|Completely original digital water color/acrylic paint painting|
I made this morning. I am LOVING my Wacom Bamboo
Create Pen and Tablet.
Show of hands, how many think that creativity comes from misery? That whole, we must suffer for our art?
I don't agree. You see, I've had seasons of abject misery in my life. Days where I struggled to find the will to eat. To get up an face the day. There was nothing creative or artsy about it. Now, I don't share that to contradict anyone who feels their outlet from their misery is their art. This is a very personal issue. I'm sharing this because someone who is like me might find relief that they don't have to be miserable to create.
Joy is infectious. When I am happy, my children are happy. My husband is happy. My days are exciting adventures, not chores to get through.
I've been rather stuck as of late, coming to grips with my roles as a wife, mother, and author. Call it a muse if you want, but I've been stilted in my writing. I lost my desire to write stories.
But I've got it back.
A conversation with my husband where I confessed I had three unfinished outlines, bits of chapters for three stories made the difference. Oh I whined....
"Ugh, too much of me just feels like I wrote Cancelled to just see if I could. I did it. I succeeded. And the book is making money! I'm partly bored with it, and just don't feel like writing ANYTHING."
He took a sip of his coffee.
"You know what your problem is? Time management."
I scowled. Great, he was going to tell me again how I needed to schedule time to write and blah, blah, blah, which by the way, I totally tried.
"You're too caught up in making this a business that it's not your hobby anymore. You set aside time to write, but because you set aside the time, it feels like a chore."
Damn. He got it. Turns out he HAD noticed for a few months now, I wasn't coming to him and laughing about a scene I just wrote. I was only coming to him to tell him how many sales I made, where I was being interviewed, etc.
Today is my last day in Amazon's KDP Select. I feel bad because I am thankful for the opportunity, but now, I really want to make sure my book is back to being available everywhere.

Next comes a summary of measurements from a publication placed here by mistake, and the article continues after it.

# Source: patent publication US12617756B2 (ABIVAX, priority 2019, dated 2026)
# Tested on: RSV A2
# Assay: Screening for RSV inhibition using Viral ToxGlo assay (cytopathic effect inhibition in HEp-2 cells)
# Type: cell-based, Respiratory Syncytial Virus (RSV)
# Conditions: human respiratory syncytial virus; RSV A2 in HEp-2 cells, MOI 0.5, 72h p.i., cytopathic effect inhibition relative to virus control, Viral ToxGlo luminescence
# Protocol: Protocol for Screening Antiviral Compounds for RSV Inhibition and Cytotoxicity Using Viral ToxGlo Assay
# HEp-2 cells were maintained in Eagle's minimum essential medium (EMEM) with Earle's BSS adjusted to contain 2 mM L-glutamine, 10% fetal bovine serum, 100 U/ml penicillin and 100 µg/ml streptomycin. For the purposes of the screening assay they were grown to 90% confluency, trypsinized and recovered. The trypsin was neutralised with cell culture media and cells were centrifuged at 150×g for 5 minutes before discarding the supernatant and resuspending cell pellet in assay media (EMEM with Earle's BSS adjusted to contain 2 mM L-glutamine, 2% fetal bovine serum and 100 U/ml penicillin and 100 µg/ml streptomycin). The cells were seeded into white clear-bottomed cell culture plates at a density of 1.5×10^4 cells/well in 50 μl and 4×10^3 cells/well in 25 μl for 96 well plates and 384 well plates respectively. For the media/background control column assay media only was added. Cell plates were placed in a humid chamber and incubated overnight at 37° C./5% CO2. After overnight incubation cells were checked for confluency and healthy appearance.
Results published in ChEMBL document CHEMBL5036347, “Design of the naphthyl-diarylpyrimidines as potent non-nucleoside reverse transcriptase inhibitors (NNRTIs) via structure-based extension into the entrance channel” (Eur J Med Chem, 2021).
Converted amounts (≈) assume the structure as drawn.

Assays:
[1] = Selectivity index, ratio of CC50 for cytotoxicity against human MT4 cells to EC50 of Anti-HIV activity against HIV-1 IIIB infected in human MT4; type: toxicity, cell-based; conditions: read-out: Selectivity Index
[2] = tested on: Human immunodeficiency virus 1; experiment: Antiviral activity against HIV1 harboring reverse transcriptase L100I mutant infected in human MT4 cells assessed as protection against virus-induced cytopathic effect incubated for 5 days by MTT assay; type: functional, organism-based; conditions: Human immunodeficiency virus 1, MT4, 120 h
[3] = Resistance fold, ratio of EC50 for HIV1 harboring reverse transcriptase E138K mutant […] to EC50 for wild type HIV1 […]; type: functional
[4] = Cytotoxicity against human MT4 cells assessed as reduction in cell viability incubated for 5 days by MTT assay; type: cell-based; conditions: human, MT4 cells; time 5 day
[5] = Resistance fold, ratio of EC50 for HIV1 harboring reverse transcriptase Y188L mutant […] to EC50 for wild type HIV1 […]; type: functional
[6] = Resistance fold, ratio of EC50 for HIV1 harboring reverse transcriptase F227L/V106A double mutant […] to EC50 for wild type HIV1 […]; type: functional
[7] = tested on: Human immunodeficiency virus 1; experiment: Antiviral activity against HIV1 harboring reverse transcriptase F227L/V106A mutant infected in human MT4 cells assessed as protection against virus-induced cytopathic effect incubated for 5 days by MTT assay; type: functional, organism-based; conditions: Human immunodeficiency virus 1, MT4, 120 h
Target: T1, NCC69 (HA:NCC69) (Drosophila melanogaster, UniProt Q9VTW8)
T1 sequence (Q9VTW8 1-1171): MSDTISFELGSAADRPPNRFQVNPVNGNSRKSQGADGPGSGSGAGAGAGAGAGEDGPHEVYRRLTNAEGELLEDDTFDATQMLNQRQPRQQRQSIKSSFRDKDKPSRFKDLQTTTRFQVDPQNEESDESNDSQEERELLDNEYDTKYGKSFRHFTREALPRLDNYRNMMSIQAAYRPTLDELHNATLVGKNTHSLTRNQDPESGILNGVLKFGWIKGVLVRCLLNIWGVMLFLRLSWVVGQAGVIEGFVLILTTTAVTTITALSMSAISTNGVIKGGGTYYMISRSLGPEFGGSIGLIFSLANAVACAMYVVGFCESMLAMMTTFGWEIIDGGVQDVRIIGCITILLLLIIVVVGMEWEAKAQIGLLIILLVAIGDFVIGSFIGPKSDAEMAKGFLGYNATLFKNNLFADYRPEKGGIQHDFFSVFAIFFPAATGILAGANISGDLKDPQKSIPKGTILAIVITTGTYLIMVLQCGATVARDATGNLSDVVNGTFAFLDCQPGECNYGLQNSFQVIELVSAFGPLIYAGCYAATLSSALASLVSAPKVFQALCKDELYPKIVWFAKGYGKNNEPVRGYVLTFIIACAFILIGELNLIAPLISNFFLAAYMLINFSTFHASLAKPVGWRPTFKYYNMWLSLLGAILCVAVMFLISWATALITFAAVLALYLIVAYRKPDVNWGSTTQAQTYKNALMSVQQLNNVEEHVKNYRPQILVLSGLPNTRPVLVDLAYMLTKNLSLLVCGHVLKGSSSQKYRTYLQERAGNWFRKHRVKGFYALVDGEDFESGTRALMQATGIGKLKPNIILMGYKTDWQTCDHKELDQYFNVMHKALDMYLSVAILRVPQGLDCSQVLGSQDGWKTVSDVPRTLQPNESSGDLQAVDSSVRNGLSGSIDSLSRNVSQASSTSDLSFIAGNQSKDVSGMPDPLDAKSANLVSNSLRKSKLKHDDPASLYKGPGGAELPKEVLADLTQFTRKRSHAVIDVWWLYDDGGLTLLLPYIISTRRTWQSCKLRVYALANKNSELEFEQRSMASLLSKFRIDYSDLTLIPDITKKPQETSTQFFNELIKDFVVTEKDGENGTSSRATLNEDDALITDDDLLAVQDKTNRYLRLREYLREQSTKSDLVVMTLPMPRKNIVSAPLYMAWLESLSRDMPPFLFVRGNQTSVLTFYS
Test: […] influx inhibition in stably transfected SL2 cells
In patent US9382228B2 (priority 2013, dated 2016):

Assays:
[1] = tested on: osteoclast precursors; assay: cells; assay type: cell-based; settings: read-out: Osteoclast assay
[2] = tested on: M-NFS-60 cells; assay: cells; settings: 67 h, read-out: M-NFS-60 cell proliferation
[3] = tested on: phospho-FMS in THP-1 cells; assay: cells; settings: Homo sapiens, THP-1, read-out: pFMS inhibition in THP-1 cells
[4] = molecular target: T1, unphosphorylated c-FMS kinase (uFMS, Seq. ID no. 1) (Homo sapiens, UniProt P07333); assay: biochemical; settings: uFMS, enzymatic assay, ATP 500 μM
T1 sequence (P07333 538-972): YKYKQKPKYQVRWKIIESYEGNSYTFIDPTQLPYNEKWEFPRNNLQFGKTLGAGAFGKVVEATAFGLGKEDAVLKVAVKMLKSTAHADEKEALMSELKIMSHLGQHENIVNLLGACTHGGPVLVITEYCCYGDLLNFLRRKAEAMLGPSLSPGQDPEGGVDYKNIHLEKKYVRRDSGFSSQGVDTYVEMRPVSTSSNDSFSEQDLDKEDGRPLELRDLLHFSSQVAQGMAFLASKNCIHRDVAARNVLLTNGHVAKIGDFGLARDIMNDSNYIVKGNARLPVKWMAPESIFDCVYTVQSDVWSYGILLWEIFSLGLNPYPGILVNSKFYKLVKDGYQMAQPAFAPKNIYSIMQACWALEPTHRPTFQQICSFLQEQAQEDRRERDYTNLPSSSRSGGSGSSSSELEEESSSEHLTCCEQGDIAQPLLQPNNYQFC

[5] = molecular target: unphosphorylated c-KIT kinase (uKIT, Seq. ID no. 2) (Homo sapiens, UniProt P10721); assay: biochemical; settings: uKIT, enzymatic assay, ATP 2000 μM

And last night? Last night I read Chapter 2 of STONE and loved it. I wanted to read more! (Unfortunately, it seems like Chapter 1 is being cut, once again. I always start my stories too early it seems, but at least I can identify it, right?). And the focus is changing. Yes, Melanie Stone is STILL going to kick a total creep out of her life, but the organic story of a mother and daughter trying to repair their relationship is more important to the overall tone of the piece than I was giving it credit for:
Ergo, with much adieu, I finally have my one-sentence synopsis that's getting plastered on my wall over my laptop today:
Never up to Mom's expectations, a clothing designer kicks "Mr. Right" to the curb.
Talk about a loaded sentence! It only took me a page and a half to get it just right. As a reader, I'm thinking, wait, why isn't the main character living up to her mother's expectations, and why is Mr. Right really Mr. Wrong? That's good. That means I have a story question: How can a single-mother clothing designer make amends with her mother and get rid of a guy who won't take "No," for an answer?
Up next? The Paragraph and story arcs for the three main characters.
A robotics engineer asks his business partner to marry him, but a previous one-night stand is having his baby. CANCELLED is available on Amazon, Barnes and Noble
WIP: STONE. Can Melanie Stone let her mother back into her life and kick out the creep trying to worm his way in? March 2012.